Software is a mix of both functional and expressive components. For the past forty years, the common understanding in the industry has been that the "declaring code"-the code used to define interfaces and APIs-is functional and not copyrightable. In contrast, the "implementing code"-the code needed to provide the underlying functionality-is expressive and protected by copyright. Oracle's position, that the declaring code used to define an API is protectable under copyright, is contrary to the current and historical practice and expectations in the software industry and would have a devastating impact on the software business as a whole. Thousands of businesses, developers, and even end users would be faced with legal uncertainty if declaring code were afforded copyright protections....So they explain APIs and how they work in the industry -- and have worked for 40 years or so. APIs, they say, are the building blocks of software, like Lego® bricks. They can be all kinds, colors and shapes, but one thing they all have, and have to have to be able to put them together, are the bumps and holes that make them fit together, and those bumps and holes only work if they are all the same size. Software is like that too. They need a standard interface so they can fit together.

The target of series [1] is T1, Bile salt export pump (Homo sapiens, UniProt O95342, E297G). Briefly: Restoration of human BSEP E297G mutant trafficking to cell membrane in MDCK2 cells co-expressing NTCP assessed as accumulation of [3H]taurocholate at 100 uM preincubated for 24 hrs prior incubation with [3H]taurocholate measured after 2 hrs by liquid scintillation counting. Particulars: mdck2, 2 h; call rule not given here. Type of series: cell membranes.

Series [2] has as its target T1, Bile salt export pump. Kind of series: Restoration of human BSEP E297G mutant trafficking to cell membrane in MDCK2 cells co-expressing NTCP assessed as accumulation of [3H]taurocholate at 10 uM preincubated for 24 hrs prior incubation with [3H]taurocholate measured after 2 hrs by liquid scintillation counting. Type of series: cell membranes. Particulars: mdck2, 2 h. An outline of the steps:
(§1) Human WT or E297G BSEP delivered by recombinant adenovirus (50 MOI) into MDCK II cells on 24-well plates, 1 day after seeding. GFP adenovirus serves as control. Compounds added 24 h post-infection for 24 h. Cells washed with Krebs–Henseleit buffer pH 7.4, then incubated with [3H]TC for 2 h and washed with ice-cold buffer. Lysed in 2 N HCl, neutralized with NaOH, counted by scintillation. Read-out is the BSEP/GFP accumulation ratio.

What's more, similar attempts at aggregating control over APIs have been recognized by developers, the United States, and the European Union as dangerous to the app developer and cloud-computing industries. Copyright protection for declaring code would act as a tax on software development, leaving the public with lower-quality, less innovative software products....
Understanding the extent to which the software industry depends on the free exchange and use of API declaring code is necessary to comprehend the chilling effect that Oracle's position would have on software innovation and development.
And your smartphone or other device communicates with the cloud entirely through APIs. APIs are that vital now. Developers have always felt legally free to use APIs, as long as the implementing code was their own. "For example," the brief states, "even Microsoft has re-implemented the UNIX APIs in the 'Interix' subsystem included with its server products." It did the same with WordPerfect, back when WordPerfect was more popular than Microsoft Word. Of course, Linux used UNIX APIs also, as did many other projects. And the Wine project has been re-implementing Microsoft's Windows APIs since 1993, the brief tells the court. This is an accepted business practice. Oracle is trying to extend the reach of copyright law.